Finding inner calm
in a hectic world
Five simple steps to reclaim tranquility and peace of mind in troubled times.
By Cheryl Rainfield
It can be hard to find a little piece of inner calm, especially when things are hard. You probably know how much better you feel when you take time to find that calm place inside—but how many of us actually take the time to do it, not only when we are stressed out, but on a regular basis? The busier or harder our lives get, the more we need to experience some relaxation. Sometimes we forget how much we need a few moments of peace. We forget how important it is, and that we need to remind ourselves how much better our day or situation can be if we just take a few minutes to find that calm.
So how do you find that little piece of calm? Here are some suggestions.
Creating inner calm
1. Imagine an inner safe place you can go to where you feel calm.
Close your eyes. Breathe slowly and deeply. Let your body relax. Imagine a place where you feel safe and calm—a beach, a grassy hill, a quiet corner, a comfortable room. What would you like to have there with you to help you feel safe and relaxed? Really see yourself there, surrounded by things that make you feel good.
2. Follow your breath; meditate.
Make sure you’re seated comfortably. Relax your body. Look down and pay attention to your breathing. Don’t change it. Pay attention to how your breathing feels in your body—how it enters and leaves your nostrils, how your rib cage expands and contracts, how your chest moves up and down as you breathe. Keep following your breath. This encourages you to stay present with yourself and your body in this very moment.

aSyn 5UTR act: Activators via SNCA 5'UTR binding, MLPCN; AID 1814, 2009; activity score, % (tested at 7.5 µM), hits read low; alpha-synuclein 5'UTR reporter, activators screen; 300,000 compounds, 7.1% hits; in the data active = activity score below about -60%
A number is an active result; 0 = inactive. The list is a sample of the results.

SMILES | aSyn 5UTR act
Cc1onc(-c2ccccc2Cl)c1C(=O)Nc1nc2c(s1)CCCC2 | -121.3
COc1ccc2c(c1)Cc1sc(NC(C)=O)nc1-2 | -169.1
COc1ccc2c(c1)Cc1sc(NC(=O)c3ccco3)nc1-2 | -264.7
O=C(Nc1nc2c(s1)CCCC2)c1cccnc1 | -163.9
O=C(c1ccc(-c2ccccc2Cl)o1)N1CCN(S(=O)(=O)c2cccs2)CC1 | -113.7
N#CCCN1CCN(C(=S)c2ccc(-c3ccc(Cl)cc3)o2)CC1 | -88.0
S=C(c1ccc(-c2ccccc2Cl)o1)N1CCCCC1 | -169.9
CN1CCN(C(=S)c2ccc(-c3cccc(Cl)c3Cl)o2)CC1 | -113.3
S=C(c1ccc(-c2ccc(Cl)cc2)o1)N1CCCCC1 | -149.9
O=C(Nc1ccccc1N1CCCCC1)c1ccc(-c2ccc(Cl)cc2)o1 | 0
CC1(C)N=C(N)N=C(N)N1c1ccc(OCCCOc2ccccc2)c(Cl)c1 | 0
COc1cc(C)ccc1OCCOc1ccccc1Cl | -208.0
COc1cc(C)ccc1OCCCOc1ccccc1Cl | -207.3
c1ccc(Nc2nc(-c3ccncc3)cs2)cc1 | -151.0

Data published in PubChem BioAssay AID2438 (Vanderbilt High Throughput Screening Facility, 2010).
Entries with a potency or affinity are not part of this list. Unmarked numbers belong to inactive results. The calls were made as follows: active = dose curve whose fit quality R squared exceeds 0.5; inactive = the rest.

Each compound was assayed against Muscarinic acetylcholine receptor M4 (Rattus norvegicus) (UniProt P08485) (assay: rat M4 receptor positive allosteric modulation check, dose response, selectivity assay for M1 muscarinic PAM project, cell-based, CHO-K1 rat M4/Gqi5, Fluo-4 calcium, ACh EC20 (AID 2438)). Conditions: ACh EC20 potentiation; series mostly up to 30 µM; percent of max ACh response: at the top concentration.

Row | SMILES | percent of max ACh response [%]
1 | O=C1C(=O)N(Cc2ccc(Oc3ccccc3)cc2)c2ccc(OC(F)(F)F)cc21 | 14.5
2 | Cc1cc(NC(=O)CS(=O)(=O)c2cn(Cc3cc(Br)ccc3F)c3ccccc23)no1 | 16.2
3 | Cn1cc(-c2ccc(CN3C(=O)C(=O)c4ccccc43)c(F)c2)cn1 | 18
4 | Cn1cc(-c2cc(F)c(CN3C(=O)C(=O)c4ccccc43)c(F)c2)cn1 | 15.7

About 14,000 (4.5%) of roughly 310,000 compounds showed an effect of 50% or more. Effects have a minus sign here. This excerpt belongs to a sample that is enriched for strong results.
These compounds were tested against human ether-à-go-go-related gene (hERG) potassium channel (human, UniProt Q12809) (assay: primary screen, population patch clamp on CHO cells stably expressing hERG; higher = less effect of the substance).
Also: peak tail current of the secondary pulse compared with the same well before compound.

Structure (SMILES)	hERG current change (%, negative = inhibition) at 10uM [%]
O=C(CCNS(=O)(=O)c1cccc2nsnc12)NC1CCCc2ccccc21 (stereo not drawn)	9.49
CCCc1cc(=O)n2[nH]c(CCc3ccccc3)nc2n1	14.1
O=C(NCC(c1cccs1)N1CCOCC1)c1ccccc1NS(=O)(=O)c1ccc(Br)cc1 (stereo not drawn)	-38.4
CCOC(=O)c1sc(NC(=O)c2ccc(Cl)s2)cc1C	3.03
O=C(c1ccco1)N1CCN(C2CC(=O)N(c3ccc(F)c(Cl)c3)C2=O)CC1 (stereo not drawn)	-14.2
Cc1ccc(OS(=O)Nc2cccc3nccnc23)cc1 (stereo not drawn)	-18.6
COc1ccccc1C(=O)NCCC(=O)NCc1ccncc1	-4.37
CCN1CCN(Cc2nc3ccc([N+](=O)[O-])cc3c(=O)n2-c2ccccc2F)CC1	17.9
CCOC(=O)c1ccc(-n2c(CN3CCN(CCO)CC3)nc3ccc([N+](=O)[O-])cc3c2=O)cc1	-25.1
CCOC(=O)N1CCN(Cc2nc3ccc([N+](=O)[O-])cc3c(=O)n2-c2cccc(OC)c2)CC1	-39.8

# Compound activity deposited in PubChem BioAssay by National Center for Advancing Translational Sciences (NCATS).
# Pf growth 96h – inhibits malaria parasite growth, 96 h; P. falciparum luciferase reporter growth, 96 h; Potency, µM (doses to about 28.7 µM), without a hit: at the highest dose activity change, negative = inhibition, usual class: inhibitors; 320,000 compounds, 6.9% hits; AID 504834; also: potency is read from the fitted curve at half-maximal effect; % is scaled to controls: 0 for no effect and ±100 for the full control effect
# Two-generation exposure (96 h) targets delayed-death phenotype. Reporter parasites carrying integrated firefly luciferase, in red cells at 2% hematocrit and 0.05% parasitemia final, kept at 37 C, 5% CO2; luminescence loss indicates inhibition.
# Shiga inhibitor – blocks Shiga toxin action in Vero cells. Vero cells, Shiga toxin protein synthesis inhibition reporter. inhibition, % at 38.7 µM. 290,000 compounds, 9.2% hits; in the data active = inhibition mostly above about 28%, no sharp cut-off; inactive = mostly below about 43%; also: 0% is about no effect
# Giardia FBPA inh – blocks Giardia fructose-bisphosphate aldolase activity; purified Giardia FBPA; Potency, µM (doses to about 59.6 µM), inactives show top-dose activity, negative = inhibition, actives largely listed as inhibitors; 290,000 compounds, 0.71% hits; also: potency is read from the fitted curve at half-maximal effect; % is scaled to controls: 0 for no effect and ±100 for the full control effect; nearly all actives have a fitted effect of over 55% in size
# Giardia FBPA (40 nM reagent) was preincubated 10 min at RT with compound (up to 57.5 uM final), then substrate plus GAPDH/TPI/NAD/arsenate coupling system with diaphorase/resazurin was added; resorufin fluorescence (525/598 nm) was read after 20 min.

3. Ground yourself in your physical surroundings and connect to your body.
Take a few minutes to notice the physical world around you. Use as many of your senses as you can. Feel the chair or surface you’re sitting on with your hands; notice its texture. Notice how your body feels, sitting on it. Is what you’re sitting on hard or soft? Is there stiffness or an ache anywhere in your body? Shift your body until you’re comfortable. Now breathe in the air around you. Take time to notice things, to experience them through your senses, and you will your body and yourself.
4. Find calming sensory experiences.
Do you have a smell that makes you feel calm, centered, comforted? A favorite smell from your childhood, a perfume from someone who was kind to you, the smell of a childhood toy or a beloved pet? Bring that smell forward in your mind or find a way to reexperience it—buy yourself a small bottle of perfume or lotion, a box of crayons, or whatever the good smell came from. Find ways to bring calm to yourself through your senses, and you will find them all worthwhile.
5. Write to connect to yourself or get out what is bothering you.
Write a poem, or just write whatever comes to you. Allow yourself to write freely, without censure or judgment, until you’re ready to stop. If it helps to have a limit, set yourself to write for two minutes or five or whatever feels good to you. Writing helps to get out your emotions and worries; it helps bring some release. If you feel that it brings agitation, tell yourself that you are putting aside that emotion or worry for now but will go back to it when you are ready and able to.